Sure, Taipei is more spread out and less dense than Hong Kong Island and Kowloon, but the Taipei MRT now goes directly to Taiwan’s Taoyuan Airport and continues to extend into the surrounding New Taipei. In addition, New Taipei’s Tamsui district now features a light rail (similar to Tuen Mun and Yuen Long in the New Territories), as does Kaohsiung, which means residents can use multiple means of public transit in the form of subway, bus and light rail.
If you take the bus in Taipei, you might notice that most bus stops feature electronic signs that show continually updated information on how long before the next buses will come. These waiting times, based on real-time GPS data, apply to all buses, operated by multiple bus companies.
Besides Taipei, other cities like Tainan also feature digital bus timetables at bus stops. If Hong Kong has electronic bus arrival signs at stops, I am yet to see them.
Meanwhile, Taiwan’s strong arts scene continues to grow, featuring more arts festivals, events and venues such as museums and workshops. Taiwanese cities often feature “creative parks” that host Taiwanese artists, galleries and boutiques, thus preserving cultural space in the middle of urban hubs.
In Taipei, you have the Songshan and Huashan creative parks, built on a former Japanese colonial tobacco factory and winery, respectively, while Kaohsiung has its large waterfront Pier-2 Art Centre.
Kaohsiung also opened its impressive Weiwuying, the world’s largest arts performance center, last year. While it hosts concerts, operas, plays, and dance performances in its five interconnected venues, it is also open for the public to visit and gather around, so serving as communal space.
Besides arts events and venues, Taiwan’s book publishing industry is still thriving, putting out over 40,000 books in 2017. Taiwan is also growing as a regional media hub, attracting German public broadcaster Deutsche Welle and international media NGO Reporters Without Borders to set up their regional offices there.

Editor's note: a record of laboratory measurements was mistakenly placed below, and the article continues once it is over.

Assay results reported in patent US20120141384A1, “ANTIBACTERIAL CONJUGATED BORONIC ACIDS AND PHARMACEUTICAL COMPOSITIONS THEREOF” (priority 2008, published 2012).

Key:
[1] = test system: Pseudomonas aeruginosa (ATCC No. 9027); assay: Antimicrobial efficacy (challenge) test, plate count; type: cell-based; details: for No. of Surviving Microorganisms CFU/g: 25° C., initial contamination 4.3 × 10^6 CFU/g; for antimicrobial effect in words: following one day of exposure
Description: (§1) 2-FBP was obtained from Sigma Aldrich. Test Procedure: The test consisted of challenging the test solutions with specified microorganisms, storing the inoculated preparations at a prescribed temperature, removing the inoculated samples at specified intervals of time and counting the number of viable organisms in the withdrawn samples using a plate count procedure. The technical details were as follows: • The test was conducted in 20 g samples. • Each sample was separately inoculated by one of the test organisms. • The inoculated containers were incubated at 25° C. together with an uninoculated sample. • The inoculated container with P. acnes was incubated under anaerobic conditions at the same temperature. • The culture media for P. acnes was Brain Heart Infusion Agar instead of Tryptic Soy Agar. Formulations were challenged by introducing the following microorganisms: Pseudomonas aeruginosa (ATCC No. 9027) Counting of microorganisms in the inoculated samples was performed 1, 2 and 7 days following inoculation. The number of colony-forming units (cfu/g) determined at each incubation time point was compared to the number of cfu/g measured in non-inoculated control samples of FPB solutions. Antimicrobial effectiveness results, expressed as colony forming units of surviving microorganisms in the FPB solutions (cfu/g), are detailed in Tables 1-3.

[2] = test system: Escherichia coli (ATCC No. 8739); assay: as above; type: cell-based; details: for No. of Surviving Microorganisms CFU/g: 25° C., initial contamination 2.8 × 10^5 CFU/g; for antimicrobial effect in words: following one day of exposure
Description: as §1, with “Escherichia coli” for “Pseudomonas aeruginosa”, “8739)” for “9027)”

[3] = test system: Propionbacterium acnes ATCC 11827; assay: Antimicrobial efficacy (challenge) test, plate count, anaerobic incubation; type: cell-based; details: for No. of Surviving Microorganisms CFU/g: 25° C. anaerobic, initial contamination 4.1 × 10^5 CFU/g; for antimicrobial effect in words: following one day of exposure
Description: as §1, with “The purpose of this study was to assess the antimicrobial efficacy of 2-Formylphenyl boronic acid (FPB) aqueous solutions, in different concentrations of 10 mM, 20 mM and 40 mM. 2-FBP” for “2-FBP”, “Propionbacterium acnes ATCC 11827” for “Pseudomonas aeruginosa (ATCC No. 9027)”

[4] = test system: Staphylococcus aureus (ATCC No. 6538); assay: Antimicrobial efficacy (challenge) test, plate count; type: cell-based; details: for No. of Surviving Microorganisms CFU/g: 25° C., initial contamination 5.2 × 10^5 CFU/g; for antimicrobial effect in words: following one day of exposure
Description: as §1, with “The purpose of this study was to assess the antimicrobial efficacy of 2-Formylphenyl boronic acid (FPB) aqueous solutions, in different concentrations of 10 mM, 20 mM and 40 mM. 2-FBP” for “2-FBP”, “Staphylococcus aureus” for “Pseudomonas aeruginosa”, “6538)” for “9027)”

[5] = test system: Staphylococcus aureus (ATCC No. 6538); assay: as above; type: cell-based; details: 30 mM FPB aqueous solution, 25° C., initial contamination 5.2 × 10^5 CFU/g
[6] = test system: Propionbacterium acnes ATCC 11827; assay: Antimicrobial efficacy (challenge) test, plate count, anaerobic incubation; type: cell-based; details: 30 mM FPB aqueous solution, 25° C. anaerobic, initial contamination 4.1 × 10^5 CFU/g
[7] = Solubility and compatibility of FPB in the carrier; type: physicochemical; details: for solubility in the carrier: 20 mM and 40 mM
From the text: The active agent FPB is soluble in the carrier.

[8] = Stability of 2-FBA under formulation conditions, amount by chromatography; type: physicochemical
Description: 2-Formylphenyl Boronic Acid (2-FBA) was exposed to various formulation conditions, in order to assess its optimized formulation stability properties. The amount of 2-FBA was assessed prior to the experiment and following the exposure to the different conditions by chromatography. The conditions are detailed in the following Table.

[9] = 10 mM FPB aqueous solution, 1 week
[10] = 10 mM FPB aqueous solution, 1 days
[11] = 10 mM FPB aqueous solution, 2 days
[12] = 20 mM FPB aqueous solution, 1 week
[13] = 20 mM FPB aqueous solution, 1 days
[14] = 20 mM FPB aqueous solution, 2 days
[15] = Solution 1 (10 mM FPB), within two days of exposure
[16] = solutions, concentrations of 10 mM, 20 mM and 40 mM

This is of course due to Taiwan’s very strong media and press freedoms, in contrast to Hong Kong which has seen its civic, press and political liberties shrink over the years.
I know Hong Kong is building a massive showcase project, the West Kowloon Cultural District (WKCD). As a fan of museums, I think it’s great the WKCD will have a contemporary art museum, the M+. I’m less sure about the proposed museum to feature exhibits from Beijing’s Forbidden Palace or the massive Chinese opera Xiqu Center.
However, one would only hope that local artists and performers will feature prominently in the WKCD and that there is adequate support being provided to grassroots arts programs and venues.
Taiwan is about much more than just night markets and democracy. Frankly, Hong Kong could learn a thing or two from Taiwan. Unfortunately, some of Hong Kong’s political and media personalities are too busy gushing over things like Chinese GDP growth statistics, which are in some cases inflated, and the “Greater Bay Area” to realise this.